VS.

Bounty vs. Plenty

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Bountynoun

(uncountable) Generosity; also (countable) an act of generosity.

Plentynoun

A more-than-adequate amount.

‘We are lucky to live in a land of peace and plenty.’;

Bountynoun

(countable) Something given liberally; a gift.

Plentypronoun

More than enough.

‘I think six eggs should be plenty for this recipe.’;

Bountynoun

(countable) A reward for some specific act, especially one given by an authority or a government.

Plentyadverb

More than sufficiently.

‘This office is plenty big enough for our needs.’;

Bountynoun

(specifically) A monetary reward for capturing (or, in the past, killing) a person accused or convicted of a crime and who is at large; also, a similar reward for capturing or killing an animal which is dangerous or causing a nuisance.

Plentyadverb

(colloquial) Used as an intensifier, very.

‘She was plenty mad at him.’;

Bountynoun

Money paid to a person when becoming a member of the armed forces, or as a reward for some service therein.

Plentydeterminer

(nonstandard) much, enough

‘There'll be plenty time later for that’;

Bountynoun

An abundance or wealth.

Plentydeterminer

(nonstandard) many

‘Get a manicure. Plenty men do it.’;

Bountynoun

Goodness, kindness; virtue; worth.

‘Nature set in her at once beauty with bounty.’;

Plentyadjective

(obsolete) plentiful

Bountynoun

Liberality in bestowing gifts or favors; gracious or liberal giving; generosity; munificence.

‘My bounty is as boundless as the sea.’;

Plentynoun

Full or adequate supply; enough and to spare; sufficiency; specifically, abundant productiveness of the earth; ample supply for human wants; abundance; copiousness.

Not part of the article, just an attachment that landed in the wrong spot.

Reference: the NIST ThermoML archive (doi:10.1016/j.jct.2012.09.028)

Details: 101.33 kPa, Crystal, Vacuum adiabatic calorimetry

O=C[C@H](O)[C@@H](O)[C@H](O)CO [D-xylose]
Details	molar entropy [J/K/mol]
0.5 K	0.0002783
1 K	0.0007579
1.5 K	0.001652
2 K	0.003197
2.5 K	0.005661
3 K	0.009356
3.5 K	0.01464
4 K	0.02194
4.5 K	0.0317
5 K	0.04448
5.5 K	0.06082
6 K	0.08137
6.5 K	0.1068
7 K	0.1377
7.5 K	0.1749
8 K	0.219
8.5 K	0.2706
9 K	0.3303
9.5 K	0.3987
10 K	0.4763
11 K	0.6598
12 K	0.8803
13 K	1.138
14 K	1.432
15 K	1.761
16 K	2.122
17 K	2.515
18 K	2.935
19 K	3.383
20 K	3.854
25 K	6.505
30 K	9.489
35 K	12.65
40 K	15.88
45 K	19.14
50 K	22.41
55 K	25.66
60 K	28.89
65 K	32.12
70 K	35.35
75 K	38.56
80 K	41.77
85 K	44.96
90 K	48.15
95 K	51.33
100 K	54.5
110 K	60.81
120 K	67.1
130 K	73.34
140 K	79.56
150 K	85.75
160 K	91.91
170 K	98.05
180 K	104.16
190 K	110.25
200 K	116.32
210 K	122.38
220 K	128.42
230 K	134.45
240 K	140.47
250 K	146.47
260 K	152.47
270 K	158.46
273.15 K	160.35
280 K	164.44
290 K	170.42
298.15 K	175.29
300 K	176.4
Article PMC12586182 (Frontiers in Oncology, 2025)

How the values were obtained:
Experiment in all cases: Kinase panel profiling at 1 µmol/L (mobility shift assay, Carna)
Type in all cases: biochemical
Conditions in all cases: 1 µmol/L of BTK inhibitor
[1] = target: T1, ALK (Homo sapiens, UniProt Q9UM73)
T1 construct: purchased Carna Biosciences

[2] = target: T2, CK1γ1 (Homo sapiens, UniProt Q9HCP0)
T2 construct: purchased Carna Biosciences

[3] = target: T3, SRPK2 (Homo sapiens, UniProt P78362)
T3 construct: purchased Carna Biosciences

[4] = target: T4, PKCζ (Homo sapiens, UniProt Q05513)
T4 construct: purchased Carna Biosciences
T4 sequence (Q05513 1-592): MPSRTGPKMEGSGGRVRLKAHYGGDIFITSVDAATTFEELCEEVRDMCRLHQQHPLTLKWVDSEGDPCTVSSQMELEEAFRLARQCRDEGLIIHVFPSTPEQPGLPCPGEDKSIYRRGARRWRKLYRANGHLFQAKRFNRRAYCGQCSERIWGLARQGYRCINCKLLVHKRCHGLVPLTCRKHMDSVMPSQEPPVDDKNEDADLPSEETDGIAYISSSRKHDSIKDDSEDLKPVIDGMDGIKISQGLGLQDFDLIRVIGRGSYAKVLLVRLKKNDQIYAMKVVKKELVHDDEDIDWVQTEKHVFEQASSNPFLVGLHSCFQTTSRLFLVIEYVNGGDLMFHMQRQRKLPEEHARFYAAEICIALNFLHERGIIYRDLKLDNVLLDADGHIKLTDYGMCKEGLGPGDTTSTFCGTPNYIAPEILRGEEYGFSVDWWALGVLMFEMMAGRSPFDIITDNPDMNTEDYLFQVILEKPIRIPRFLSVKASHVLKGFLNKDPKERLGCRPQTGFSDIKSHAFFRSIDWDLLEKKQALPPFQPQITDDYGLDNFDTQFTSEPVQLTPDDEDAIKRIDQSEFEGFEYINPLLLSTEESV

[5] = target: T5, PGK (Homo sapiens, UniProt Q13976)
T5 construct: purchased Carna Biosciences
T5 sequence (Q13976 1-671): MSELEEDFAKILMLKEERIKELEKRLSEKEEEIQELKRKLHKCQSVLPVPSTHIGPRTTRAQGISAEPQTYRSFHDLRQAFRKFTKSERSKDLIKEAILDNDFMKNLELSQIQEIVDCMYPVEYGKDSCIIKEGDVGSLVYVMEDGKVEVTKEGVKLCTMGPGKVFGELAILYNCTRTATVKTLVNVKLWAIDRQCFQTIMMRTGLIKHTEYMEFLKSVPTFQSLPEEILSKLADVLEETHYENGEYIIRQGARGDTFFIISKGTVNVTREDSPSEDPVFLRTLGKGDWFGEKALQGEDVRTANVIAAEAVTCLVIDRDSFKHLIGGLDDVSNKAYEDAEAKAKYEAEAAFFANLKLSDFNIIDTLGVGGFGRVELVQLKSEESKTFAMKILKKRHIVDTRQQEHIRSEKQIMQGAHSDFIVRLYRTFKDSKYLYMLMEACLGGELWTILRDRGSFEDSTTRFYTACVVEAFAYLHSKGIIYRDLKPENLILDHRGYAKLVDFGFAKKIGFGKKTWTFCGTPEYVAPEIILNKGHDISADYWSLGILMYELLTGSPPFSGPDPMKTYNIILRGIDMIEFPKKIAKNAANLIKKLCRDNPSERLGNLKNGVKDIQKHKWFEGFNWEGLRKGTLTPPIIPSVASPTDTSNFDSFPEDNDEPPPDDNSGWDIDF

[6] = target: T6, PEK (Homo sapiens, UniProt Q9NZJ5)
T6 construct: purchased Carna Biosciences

‘Houses of office stuffed with plentee.’; ‘The teeming clouds Descend in gladsome plenty o'er the world.’;

Bountynoun

That which is given generously or liberally.

Plentyadjective

Plentiful; abundant.

‘If reasons were as plenty as blackberries.’; ‘Those countries where shrubs are plenty.’;

Bountynoun

A premium offered or given to induce men to enlist into the public service; or to encourage any branch of industry, as husbandry or manufactures.

Plentynoun

a full supply;

‘there was plenty of food for everyone’;

Bountynoun

payment or reward (especially from a government) for acts such as catching criminals or killing predatory animals or enlisting in the military

Plentynoun

(often followed by `of') a large number or amount or extent;

‘a batch of letters’; ‘a deal of trouble’; ‘a lot of money’; ‘he made a mint on the stock market’; ‘it must have cost plenty’;

Bountynoun

the property of copious abundance

Plentyadverb

as much as necessary;

‘Have I eaten enough?’; ‘I've had plenty, thanks’;

Bountynoun

generosity evidenced by a willingness to give freely

Bountynoun

a ship of the British navy; in 1789 part of the crew mutineed against their commander William Bligh and set him afloat in an open boat

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